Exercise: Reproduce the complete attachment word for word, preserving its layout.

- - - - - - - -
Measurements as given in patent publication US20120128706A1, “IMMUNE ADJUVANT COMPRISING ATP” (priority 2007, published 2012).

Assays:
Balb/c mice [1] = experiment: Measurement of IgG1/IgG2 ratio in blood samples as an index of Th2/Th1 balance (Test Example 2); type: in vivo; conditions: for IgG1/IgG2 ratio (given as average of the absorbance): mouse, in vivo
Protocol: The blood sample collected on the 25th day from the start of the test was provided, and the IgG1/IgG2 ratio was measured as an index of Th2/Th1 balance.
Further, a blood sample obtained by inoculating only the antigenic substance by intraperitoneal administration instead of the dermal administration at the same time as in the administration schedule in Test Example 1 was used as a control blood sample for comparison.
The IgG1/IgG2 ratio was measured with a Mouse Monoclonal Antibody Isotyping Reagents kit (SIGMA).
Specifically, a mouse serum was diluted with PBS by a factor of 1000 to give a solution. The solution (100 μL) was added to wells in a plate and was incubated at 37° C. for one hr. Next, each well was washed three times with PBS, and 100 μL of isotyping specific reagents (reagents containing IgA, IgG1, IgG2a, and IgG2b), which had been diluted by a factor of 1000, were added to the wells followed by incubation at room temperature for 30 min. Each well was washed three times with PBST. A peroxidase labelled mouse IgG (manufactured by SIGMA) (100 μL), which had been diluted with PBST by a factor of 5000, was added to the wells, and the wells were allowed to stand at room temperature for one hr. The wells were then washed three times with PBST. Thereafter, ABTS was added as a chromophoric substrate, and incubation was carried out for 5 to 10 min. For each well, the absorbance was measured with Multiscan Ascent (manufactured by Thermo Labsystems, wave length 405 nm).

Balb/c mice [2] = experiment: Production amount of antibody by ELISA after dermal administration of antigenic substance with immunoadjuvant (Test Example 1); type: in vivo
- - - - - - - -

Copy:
Measurements as given in patent publication US20120128706A1, “IMMUNE ADJUVANT COMPRISING ATP” (priority 2007, published 2012).

Assays:
Balb/c mice [1] = experiment: Measurement of IgG1/IgG2 ratio in blood samples as an index of Th2/Th1 balance (Test Example 2); type: in vivo; conditions: for IgG1/IgG2 ratio (given as average of the absorbance): mouse, in vivo
Protocol: The blood sample collected on the 25th day from the start of the test was provided, and the IgG1/IgG2 ratio was measured as an index of Th2/Th1 balance.
Further, a blood sample obtained by inoculating only the antigenic substance by intraperitoneal administration instead of the dermal administration at the same time as in the administration schedule in Test Example 1 was used as a control blood sample for comparison.
The IgG1/IgG2 ratio was measured with a Mouse Monoclonal Antibody Isotyping Reagents kit (SIGMA).
Specifically, a mouse serum was diluted with PBS by a factor of 1000 to give a solution. The solution (100 μL) was added to wells in a plate and was incubated at 37° C. for one hr. Next, each well was washed three times with PBS, and 100 μL of isotyping specific reagents (reagents containing IgA, IgG1, IgG2a, and IgG2b), which had been diluted by a factor of 1000, were added to the wells followed by incubation at room temperature for 30 min. Each well was washed three times with PBST. A peroxidase labelled mouse IgG (manufactured by SIGMA) (100 μL), which had been diluted with PBST by a factor of 5000, was added to the wells, and the wells were allowed to stand at room temperature for one hr. The wells were then washed three times with PBST. Thereafter, ABTS was added as a chromophoric substrate, and incubation was carried out for 5 to 10 min. For each well, the absorbance was measured with Multiscan Ascent (manufactured by Thermo Labsystems, wave length 405 nm).

Balb/c mice [2] = experiment: Production amount of antibody by ELISA after dermal administration of antigenic substance with immunoadjuvant (Test Example 1); type: in vivo